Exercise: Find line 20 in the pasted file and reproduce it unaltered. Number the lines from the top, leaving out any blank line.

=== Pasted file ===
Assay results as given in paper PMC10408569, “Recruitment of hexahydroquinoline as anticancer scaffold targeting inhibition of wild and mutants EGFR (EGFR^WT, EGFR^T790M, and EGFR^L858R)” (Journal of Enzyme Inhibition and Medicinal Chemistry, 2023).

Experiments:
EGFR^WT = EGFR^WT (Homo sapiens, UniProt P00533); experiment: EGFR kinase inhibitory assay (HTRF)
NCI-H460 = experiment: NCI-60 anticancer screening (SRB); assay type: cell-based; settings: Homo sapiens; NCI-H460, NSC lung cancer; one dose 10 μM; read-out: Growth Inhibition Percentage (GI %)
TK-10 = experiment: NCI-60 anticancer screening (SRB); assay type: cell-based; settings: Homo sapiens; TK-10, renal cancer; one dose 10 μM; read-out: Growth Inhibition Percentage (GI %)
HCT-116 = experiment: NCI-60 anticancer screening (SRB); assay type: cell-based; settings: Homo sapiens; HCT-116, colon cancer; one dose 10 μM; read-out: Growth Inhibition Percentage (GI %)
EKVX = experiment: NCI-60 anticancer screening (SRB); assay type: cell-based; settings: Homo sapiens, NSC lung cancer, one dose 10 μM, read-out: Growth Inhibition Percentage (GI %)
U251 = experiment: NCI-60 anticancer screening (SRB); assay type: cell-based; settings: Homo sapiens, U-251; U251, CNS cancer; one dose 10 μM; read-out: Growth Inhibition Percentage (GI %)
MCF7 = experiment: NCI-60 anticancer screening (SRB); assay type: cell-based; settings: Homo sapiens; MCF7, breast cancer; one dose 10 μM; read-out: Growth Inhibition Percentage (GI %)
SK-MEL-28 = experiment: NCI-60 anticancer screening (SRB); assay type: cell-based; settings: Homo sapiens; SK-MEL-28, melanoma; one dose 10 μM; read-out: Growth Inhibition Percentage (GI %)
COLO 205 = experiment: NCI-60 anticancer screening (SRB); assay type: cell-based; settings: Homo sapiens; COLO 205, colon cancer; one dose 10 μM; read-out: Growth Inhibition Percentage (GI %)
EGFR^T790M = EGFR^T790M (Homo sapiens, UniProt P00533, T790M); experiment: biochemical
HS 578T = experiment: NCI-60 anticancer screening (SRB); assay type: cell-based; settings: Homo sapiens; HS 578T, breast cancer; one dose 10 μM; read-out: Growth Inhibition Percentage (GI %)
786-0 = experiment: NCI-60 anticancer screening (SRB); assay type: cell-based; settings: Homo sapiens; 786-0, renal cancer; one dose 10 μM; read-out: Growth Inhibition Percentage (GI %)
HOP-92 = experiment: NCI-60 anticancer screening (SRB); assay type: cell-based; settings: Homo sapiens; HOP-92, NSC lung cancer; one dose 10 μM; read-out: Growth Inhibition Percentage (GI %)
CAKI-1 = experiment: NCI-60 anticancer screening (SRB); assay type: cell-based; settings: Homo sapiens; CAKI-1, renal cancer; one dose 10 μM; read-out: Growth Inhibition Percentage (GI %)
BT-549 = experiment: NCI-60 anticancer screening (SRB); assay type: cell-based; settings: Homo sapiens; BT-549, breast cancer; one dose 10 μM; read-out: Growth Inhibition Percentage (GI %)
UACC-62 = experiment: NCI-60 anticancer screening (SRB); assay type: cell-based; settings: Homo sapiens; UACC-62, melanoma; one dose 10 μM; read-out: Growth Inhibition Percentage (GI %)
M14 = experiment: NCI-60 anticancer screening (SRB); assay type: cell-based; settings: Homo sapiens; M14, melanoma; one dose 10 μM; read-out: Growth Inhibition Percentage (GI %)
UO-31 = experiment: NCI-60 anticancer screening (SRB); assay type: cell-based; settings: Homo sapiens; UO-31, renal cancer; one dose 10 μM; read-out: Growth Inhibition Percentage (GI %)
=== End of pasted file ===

UO-31 = experiment: NCI-60 anticancer screening (SRB); assay type: cell-based; settings: Homo sapiens; UO-31, renal cancer; one dose 10 μM; read-out: Growth Inhibition Percentage (GI %)